Thing is, though, now I can understand eGullet's need to try ... something. Despite all appearances, there's no such thing as a free party. However, what they tried (and the way they implemented it) was a bad idea - I was "that poor girl" at the airline counter when all the flights were canceled, getting screamed and cussed at by irate customers. I really didn't want to leave eGullet; I just didn't see any alternative - I had completely devoted myself to them, but everything just came crashing down within a matter of days and there wasn't anything I could do to stop it.

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#12 B.A.R.

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Posted 05 July 2012 - 02:29 PM

e-gullet was amazing when I first stumbled upon it (2002 mayb?e). Just a huge wealth of very informed writers and business insiders. It is a shell of its former self.

Brian Reymann
I'm in the business but content here solely my own and is not associated with my employer at all.

Sometimes, I try to disassociate myself from my own opinions.


#13 hillvalley

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Posted 05 July 2012 - 10:18 PM

I got a bit nostalgic when I read the email; we had a good run over there.

How do you know you're a well-adjusted foodie?-babka
Will schmooz for schmaltz-qwertyy
 
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#14 Waitman

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Posted 06 July 2012 - 10:14 AM

it was a lot of fun for a long while. And, as Don's (wildly unsatisfactory) replacement as DC-DelMarVa Admin, it gave me a moment of status in the on-line food world.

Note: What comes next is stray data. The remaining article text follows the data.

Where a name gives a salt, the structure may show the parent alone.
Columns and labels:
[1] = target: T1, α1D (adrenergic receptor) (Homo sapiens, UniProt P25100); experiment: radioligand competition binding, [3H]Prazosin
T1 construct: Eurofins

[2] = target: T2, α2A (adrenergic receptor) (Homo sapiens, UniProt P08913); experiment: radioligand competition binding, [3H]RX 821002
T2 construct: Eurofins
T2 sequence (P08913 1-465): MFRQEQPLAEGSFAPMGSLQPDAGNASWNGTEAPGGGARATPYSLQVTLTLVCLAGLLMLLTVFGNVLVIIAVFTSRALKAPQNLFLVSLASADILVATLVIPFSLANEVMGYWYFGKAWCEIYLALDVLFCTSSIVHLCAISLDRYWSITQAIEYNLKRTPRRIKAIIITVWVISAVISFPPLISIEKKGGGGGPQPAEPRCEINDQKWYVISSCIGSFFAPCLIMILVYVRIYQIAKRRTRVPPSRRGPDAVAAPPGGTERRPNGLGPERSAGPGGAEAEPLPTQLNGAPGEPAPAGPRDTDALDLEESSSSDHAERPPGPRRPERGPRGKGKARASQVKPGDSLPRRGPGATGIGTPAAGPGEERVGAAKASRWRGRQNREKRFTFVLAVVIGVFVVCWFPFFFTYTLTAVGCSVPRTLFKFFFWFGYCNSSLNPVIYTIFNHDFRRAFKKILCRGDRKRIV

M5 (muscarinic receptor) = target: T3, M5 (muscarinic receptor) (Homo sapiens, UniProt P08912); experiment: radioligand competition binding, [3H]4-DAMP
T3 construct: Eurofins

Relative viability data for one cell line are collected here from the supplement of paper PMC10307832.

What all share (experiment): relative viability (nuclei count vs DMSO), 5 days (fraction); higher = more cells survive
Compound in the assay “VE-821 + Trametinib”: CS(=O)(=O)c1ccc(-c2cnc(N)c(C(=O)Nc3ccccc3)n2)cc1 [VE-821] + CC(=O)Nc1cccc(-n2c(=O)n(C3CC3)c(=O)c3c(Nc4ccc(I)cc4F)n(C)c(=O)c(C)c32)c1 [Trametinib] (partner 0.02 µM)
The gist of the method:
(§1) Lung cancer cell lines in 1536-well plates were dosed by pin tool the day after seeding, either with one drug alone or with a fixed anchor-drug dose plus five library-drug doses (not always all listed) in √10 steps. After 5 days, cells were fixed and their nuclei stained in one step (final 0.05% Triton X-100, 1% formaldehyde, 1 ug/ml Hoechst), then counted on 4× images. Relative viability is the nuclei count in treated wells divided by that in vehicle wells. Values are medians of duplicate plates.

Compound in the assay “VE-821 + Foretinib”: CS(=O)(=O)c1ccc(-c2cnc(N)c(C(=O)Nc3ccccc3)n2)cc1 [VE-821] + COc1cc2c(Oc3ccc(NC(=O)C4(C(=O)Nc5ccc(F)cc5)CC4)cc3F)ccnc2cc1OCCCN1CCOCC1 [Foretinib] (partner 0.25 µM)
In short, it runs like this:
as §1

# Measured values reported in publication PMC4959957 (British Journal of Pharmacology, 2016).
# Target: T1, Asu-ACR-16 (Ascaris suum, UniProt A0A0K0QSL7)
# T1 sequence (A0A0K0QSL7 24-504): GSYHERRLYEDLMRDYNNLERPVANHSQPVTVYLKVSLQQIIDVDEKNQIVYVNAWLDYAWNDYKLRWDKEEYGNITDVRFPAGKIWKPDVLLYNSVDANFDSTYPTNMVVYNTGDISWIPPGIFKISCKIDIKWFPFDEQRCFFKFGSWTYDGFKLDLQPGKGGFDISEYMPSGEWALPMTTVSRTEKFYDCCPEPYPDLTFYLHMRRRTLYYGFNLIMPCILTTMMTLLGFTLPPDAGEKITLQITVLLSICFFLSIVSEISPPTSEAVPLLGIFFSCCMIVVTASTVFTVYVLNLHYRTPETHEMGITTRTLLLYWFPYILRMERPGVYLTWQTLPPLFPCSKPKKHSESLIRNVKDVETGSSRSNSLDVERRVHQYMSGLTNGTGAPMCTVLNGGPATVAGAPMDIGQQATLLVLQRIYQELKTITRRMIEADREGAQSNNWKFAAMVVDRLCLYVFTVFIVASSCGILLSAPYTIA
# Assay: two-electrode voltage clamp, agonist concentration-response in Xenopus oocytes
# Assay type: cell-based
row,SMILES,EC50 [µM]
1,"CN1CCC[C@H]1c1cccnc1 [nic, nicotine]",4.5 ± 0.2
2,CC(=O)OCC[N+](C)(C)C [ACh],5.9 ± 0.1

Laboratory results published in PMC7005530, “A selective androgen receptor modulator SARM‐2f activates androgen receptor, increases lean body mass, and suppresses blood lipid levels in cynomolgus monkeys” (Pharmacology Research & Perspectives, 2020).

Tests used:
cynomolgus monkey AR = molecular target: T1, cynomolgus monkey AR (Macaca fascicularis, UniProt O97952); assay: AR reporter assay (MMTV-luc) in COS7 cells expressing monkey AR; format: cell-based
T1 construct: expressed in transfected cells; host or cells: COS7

Sadly, they started to take themselves too seriously and, in an effort to cater to culinary purists, they drove people who merely enjoy eating and talking about food away.

"Don't go braggin' about how cool and clean your kitchen is. 'Caus if your kitchen's so cool and clean, ain't nothin' cookin'!"

-- Jesse Jackson


#15 Anna Blume

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Posted 06 July 2012 - 12:59 PM

Shaw and Perlow built something pretty amazing and for a few months I felt thrilled and fortunate to have stumbled upon egullet during that golden afternoon of its heyday and to participate in what was indeed, an international community that counted the likes of Ruhlman, Bourdain, Wolfert, and new to me, Russ Parsons and Dorie Greenspan, among its members.

Once name-recognition became less of a new, exciting thing, it was easy to enjoy the contributions, wit and knowledge shared by fellow, plain ol' ordinary members. I learned more about baking, was intrigued by reports from Japan from a (then) former midwesterner and loved Mayhaw Man (right?)'s instigation of the whole pie vs. cake debate. Andrew Fenton's silly experiment with fermenting hot dogs was a blast, too. Never thought I'd write a villanelle about the subject. And I'm proud to have prodded along a courtship between two members I've never met, though the now husband, express-mailed a cake from Bouchon as a thank-you.